Councilmember Susan Wengraf
Newsletter #82

September 2, 2020
Dear Friends and Neighbors,

==The forecast is for very hot weather this coming weekend. With wildfires burning throughout the state, I want you to have as much information as possible to prepare for a Public Safety Power Shutoff (PSPS).

==Many of you have contacted my office, concerned about the possible cancellation of your fire insurance policy.

==On Friday, September 4th, there is a Virtual Town Hall on Wildfire Assistance and Insurance Resources with State Insurance Commissioner Ricardo Lara. This is an opportunity for you to learn about your fire insurance options.

==Please be safe and take care,
Town Hall on Wildfire and Insurance Resources
==Many of you have called my office about your fire insurance being threatened or canceled.

==Now you have the opportunity to hear from the experts on what is happening in high risk fire areas.

==California Insurance Commissioner Ricardo Lara and United Policyholders Executive Director Amy Bach are holding a Virtual Town Hall on wildfire assistance and insurance resources available to renters and homeowners. The event will be held on:

Friday, September 4th at 1:30PM
Telephone: (215) 446-3649 or (888) 55708511
Conference Code: 832767
==
Public Safety Power Shut-Offs
==PG&E claims that it may be necessary to turn off your electricity to keep you safe from the risk of wildfire during extreme weather events. This is called a Public Safety Power Shutoff (PSPS). They promise to provide notifications two days in advance, then one day in advance, and right before they turn off your power. You will be notified through calls, texts and emails. I will also try to notify you in a timely way.

==Factors that PG&E considers when they are making their decision:

  • A red flag warning called by the National weather Service
  • Low humidity levels
  • Sustained winds of above 25 mph in the forecast
  • Very dry ground fuel
  • On the ground, real time observations

==You can find out more here.

==When you get notification, use that time to prepare for being without power. Ask yourself these questions:

  • Do I have a supply of batteries for my radio and devices?
  • Do I have medications that need refrigeration?
  • Do I use medical devices that rely on electricity?
  • If power goes out, do I know how to open the garage door manually?
  • Have I charged up all my devices like cell phones and laptops?
  • Do I have any neighbors with a generator or battery supply that I can access?
  • Do I have enough LED lanterns to provide sufficient light? DO NOT USE CANDLES for light.
  • Do I have a battery operated radio to receive news and updates?
Is Your GO-BAG Ready?
==Now is the time to create a go-bag or refresh the one you already have. Here are my suggestions for what to include. These recommendations are based on research and consultation with emergency preparedness experts. That said, feel free to customize these ideas to your own personal needs.

==Put these items in a backpack or duffel bag with a shoulder strap.

==Keep your Go-Bag(s) in an easily accessed location - an entry-hall closet or a garage.

==You could also keep them outside your home in a waterproof box or trash can with a strapped lid.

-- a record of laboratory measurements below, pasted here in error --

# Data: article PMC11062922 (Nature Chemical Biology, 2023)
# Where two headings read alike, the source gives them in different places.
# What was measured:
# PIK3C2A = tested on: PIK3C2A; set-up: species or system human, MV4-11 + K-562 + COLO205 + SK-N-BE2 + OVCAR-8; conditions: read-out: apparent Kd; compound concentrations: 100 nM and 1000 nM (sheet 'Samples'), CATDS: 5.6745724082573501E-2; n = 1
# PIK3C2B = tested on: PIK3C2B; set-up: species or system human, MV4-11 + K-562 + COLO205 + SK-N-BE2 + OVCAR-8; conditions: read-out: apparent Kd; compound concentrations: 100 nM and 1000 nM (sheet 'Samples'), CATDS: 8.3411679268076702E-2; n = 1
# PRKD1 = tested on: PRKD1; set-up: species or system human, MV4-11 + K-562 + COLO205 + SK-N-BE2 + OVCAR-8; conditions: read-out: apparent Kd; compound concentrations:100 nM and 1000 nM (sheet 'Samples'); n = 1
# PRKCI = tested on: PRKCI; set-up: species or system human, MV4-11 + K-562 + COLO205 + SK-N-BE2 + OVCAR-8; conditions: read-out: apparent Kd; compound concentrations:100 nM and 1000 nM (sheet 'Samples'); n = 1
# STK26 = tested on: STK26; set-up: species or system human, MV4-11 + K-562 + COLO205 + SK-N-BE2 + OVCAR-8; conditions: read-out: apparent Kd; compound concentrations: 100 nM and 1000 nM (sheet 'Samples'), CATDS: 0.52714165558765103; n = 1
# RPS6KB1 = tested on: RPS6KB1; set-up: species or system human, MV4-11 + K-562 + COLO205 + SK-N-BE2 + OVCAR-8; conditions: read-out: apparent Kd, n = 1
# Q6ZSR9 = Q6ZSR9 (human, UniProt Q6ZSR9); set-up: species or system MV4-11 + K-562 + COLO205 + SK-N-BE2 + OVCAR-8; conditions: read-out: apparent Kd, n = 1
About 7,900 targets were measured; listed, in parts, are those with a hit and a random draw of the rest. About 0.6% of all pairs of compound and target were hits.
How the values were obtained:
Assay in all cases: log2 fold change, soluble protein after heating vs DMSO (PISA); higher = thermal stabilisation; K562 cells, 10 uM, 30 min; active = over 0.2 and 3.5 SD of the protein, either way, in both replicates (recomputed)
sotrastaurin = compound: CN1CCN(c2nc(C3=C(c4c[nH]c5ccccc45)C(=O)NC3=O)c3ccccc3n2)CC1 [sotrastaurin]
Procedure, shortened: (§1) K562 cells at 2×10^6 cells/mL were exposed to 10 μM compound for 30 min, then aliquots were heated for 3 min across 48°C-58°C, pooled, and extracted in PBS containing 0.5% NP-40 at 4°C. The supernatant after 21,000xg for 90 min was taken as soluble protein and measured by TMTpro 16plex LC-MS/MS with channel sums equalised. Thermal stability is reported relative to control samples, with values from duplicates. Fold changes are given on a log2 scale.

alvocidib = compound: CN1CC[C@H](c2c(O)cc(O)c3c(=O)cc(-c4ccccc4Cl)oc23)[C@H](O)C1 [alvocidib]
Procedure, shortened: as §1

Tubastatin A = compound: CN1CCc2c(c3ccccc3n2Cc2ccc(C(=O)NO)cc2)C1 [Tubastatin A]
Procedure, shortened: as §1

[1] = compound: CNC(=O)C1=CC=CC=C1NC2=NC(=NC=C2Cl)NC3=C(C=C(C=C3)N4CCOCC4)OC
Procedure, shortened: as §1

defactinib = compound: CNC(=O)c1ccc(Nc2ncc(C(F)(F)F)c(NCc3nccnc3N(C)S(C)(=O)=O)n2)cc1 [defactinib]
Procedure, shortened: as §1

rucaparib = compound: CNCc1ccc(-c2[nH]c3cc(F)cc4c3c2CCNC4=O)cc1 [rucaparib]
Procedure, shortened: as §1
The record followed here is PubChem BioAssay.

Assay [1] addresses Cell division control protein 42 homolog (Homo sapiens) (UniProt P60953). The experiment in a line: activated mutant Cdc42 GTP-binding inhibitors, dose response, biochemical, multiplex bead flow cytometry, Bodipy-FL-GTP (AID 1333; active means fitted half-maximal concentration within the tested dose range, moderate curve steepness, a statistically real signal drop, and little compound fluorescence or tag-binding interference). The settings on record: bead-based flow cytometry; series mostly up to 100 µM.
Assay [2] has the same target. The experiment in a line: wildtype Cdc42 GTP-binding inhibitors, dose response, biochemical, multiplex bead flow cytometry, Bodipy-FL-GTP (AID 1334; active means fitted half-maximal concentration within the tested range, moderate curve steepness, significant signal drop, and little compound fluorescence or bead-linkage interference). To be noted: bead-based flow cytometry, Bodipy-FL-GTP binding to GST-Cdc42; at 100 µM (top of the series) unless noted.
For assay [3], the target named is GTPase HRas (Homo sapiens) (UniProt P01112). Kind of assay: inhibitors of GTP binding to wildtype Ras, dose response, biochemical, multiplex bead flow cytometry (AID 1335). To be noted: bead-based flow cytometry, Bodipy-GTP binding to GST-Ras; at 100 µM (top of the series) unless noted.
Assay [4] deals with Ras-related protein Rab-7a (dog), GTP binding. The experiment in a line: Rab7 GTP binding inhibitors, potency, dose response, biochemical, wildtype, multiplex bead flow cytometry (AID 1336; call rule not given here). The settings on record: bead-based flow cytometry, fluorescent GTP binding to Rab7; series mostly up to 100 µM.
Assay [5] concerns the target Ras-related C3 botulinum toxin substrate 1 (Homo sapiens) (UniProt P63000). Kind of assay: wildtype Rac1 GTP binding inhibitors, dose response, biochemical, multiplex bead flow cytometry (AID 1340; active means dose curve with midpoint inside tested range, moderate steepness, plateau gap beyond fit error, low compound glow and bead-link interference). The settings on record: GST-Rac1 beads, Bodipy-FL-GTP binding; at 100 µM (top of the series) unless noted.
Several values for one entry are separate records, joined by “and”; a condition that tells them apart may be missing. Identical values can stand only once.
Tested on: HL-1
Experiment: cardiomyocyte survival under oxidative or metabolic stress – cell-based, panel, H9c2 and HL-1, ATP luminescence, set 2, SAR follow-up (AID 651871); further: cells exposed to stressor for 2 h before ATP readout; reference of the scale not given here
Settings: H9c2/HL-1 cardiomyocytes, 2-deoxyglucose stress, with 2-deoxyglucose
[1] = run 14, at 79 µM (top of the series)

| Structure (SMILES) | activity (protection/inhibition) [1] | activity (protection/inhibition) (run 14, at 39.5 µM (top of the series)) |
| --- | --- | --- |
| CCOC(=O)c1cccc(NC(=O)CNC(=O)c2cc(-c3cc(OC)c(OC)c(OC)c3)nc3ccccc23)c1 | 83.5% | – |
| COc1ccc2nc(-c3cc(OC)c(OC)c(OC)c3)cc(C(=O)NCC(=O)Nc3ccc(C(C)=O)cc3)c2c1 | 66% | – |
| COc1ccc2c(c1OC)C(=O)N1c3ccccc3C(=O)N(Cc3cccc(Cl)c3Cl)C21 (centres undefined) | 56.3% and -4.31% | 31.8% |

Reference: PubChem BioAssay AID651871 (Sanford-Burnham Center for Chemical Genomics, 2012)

==Make sure each bag has a tag with your name and address.

==It is also a good idea to have emergency Go-Bags in your vehicle and at work.

==Remember that you may be walking or running with this bag, so do not make it too heavy.
 
  • Battery-powered small AM/FM radio, extra batteries
  • LED flashlight and headlamp, extra batteries
  • Chargers and power banks for cell phones
  • N95 mask, cotton bandana, goggles, work gloves and hat
  • Change of clothing (cotton preferred)
  • Spare eyeglasses/contact lenses
  • Medications, personal supplies
  • Toiletry and sanitation items
  • Bottle of Water, non-perishable energy bars and snacks
  • First aid kit, whistle, pocket knife,
  • Roll of duct tape, emergency blanket
  • Extra car and house keys, cash (small bills)
  • Paper, pencils, permanent marker
  • Emergency phone list and contacts
  • Copies of important documents; driver’s license for birth certificates, passports, insurance policies, prescriptions
 
==If you assemble your go-bag this week, you will be one step closer to being prepared to evacuate in the event of a threatening wildfire or other disaster.

==The advice of the Fire Department is: DO NOT WEAR AN N95 MASK WHEN EVACUATING. WEAR A BANDANA.

==You can wear the N95 after you have evacuated when smoke particulates are polluting the air, but wearing an N95 when you are either walking fast or running is not recommended.
Concerned About Your Ballot?
==In this 2020 election, all California voters will be sent a vote-by-mail ballot. You can vote as soon as you receive your ballot, which should arrive during the first week of October.

==You can get updates on the whereabouts of your ballot through California’s official “Where’s My Ballot?” tracking tool. The tool follows your ballot from when it is first mailed to you to when it is counted. Sign up here, or click the "Track Your Ballot" image above.
Emergency Notifications
==AC Alert will be Berkeley's primary emergency alerting system for the public. It is one of the tools the City of Berkeley uses to communicate emergency information and instructions to the community. AC Alert can send:
  • Voice alerts to phones
  • SMS text messages
  • Email
  • TTY/TDD messages
   Listed AT&T "land lines" are automatically included to receive voice messages from AC Alert for emergency warnings. Community members must sign up to receive voice or text alerts on cell phones, VoIP phones, unlisted phones, TTY/TDDs or through email.

   If you want to receive emergency alerts and updates, sign up for AC Alert.
311
  • Need a new refuse can?
  • Have a favorite pothole you want filled?
  • Want to report illegal dumping?

CALL 311
Susan Wengraf
Berkeley City Council District 6
(510) 981-7160